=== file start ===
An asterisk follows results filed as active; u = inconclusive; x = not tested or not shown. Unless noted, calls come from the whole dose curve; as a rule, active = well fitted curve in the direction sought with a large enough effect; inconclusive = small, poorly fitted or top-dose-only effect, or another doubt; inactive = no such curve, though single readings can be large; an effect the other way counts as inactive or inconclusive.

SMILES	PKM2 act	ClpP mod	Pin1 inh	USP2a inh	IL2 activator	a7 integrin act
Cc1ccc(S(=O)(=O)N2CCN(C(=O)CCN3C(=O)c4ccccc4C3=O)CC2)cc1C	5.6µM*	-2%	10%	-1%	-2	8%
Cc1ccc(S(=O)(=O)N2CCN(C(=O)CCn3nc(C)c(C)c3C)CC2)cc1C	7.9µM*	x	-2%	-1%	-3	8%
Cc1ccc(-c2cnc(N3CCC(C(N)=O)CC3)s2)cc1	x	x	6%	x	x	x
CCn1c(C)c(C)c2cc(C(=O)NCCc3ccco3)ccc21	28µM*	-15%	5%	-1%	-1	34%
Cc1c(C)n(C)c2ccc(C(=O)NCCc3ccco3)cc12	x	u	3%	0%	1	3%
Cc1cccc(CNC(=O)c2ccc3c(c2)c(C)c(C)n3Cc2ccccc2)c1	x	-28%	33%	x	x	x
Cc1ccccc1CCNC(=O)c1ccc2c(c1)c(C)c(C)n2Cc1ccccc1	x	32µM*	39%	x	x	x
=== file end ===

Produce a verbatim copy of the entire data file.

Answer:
An asterisk follows results filed as active; u = inconclusive; x = not tested or not shown. Unless noted, calls come from the whole dose curve; as a rule, active = well fitted curve in the direction sought with a large enough effect; inconclusive = small, poorly fitted or top-dose-only effect, or another doubt; inactive = no such curve, though single readings can be large; an effect the other way counts as inactive or inconclusive.

SMILES	PKM2 act	ClpP mod	Pin1 inh	USP2a inh	IL2 activator	a7 integrin act
Cc1ccc(S(=O)(=O)N2CCN(C(=O)CCN3C(=O)c4ccccc4C3=O)CC2)cc1C	5.6µM*	-2%	10%	-1%	-2	8%
Cc1ccc(S(=O)(=O)N2CCN(C(=O)CCn3nc(C)c(C)c3C)CC2)cc1C	7.9µM*	x	-2%	-1%	-3	8%
Cc1ccc(-c2cnc(N3CCC(C(N)=O)CC3)s2)cc1	x	x	6%	x	x	x
CCn1c(C)c(C)c2cc(C(=O)NCCc3ccco3)ccc21	28µM*	-15%	5%	-1%	-1	34%
Cc1c(C)n(C)c2ccc(C(=O)NCCc3ccco3)cc12	x	u	3%	0%	1	3%
Cc1cccc(CNC(=O)c2ccc3c(c2)c(C)c(C)n3Cc2ccccc2)c1	x	-28%	33%	x	x	x
Cc1ccccc1CCNC(=O)c1ccc2c(c1)c(C)c(C)n2Cc1ccccc1	x	32µM*	39%	x	x	x